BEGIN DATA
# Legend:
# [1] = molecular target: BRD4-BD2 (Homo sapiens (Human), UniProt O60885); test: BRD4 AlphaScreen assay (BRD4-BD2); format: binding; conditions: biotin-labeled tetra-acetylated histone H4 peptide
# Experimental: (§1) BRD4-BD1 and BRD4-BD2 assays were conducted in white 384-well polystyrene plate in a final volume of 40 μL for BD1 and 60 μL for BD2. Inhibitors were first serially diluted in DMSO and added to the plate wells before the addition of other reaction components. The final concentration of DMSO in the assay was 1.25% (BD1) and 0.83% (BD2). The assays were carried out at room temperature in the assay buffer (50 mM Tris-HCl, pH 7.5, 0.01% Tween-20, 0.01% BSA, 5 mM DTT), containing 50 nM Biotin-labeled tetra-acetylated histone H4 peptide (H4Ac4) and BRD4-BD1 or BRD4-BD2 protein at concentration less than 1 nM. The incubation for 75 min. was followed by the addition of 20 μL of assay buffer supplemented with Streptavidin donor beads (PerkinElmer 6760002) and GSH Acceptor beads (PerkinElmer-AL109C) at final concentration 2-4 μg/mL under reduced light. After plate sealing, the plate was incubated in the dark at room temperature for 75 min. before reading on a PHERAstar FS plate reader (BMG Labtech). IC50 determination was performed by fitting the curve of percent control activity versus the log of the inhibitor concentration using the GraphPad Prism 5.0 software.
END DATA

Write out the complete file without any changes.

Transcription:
# Legend:
# [1] = molecular target: BRD4-BD2 (Homo sapiens (Human), UniProt O60885); test: BRD4 AlphaScreen assay (BRD4-BD2); format: binding; conditions: biotin-labeled tetra-acetylated histone H4 peptide
# Experimental: (§1) BRD4-BD1 and BRD4-BD2 assays were conducted in white 384-well polystyrene plate in a final volume of 40 μL for BD1 and 60 μL for BD2. Inhibitors were first serially diluted in DMSO and added to the plate wells before the addition of other reaction components. The final concentration of DMSO in the assay was 1.25% (BD1) and 0.83% (BD2). The assays were carried out at room temperature in the assay buffer (50 mM Tris-HCl, pH 7.5, 0.01% Tween-20, 0.01% BSA, 5 mM DTT), containing 50 nM Biotin-labeled tetra-acetylated histone H4 peptide (H4Ac4) and BRD4-BD1 or BRD4-BD2 protein at concentration less than 1 nM. The incubation for 75 min. was followed by the addition of 20 μL of assay buffer supplemented with Streptavidin donor beads (PerkinElmer 6760002) and GSH Acceptor beads (PerkinElmer-AL109C) at final concentration 2-4 μg/mL under reduced light. After plate sealing, the plate was incubated in the dark at room temperature for 75 min. before reading on a PHERAstar FS plate reader (BMG Labtech). IC50 determination was performed by fitting the curve of percent control activity versus the log of the inhibitor concentration using the GraphPad Prism 5.0 software.